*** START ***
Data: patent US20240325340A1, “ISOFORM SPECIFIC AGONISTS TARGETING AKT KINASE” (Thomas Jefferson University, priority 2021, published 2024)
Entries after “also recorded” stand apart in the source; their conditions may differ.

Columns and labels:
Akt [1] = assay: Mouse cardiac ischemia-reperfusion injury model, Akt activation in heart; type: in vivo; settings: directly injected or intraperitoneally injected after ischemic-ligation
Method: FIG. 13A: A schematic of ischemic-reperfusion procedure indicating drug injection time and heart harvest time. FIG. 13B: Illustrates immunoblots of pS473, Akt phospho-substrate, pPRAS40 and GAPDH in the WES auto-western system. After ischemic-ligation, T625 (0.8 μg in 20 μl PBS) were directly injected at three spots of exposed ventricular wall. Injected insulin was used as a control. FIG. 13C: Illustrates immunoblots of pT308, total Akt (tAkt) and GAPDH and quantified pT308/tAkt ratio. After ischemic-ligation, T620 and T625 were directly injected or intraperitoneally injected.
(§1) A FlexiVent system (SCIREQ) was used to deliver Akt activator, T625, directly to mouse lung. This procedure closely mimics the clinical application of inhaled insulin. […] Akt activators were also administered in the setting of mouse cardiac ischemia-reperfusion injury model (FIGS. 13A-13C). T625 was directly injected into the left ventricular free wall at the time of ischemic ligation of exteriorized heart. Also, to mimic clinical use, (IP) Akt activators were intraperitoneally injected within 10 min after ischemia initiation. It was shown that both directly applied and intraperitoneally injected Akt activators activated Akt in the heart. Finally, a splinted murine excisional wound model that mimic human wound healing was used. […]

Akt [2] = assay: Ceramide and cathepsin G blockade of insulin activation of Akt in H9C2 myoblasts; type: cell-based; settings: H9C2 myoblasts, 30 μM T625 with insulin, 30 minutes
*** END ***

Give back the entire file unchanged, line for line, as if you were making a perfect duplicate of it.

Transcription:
Data: patent US20240325340A1, “ISOFORM SPECIFIC AGONISTS TARGETING AKT KINASE” (Thomas Jefferson University, priority 2021, published 2024)
Entries after “also recorded” stand apart in the source; their conditions may differ.

Columns and labels:
Akt [1] = assay: Mouse cardiac ischemia-reperfusion injury model, Akt activation in heart; type: in vivo; settings: directly injected or intraperitoneally injected after ischemic-ligation
Method: FIG. 13A: A schematic of ischemic-reperfusion procedure indicating drug injection time and heart harvest time. FIG. 13B: Illustrates immunoblots of pS473, Akt phospho-substrate, pPRAS40 and GAPDH in the WES auto-western system. After ischemic-ligation, T625 (0.8 μg in 20 μl PBS) were directly injected at three spots of exposed ventricular wall. Injected insulin was used as a control. FIG. 13C: Illustrates immunoblots of pT308, total Akt (tAkt) and GAPDH and quantified pT308/tAkt ratio. After ischemic-ligation, T620 and T625 were directly injected or intraperitoneally injected.
(§1) A FlexiVent system (SCIREQ) was used to deliver Akt activator, T625, directly to mouse lung. This procedure closely mimics the clinical application of inhaled insulin. […] Akt activators were also administered in the setting of mouse cardiac ischemia-reperfusion injury model (FIGS. 13A-13C). T625 was directly injected into the left ventricular free wall at the time of ischemic ligation of exteriorized heart. Also, to mimic clinical use, (IP) Akt activators were intraperitoneally injected within 10 min after ischemia initiation. It was shown that both directly applied and intraperitoneally injected Akt activators activated Akt in the heart. Finally, a splinted murine excisional wound model that mimic human wound healing was used. […]

Akt [2] = assay: Ceramide and cathepsin G blockade of insulin activation of Akt in H9C2 myoblasts; type: cell-based; settings: H9C2 myoblasts, 30 μM T625 with insulin, 30 minutes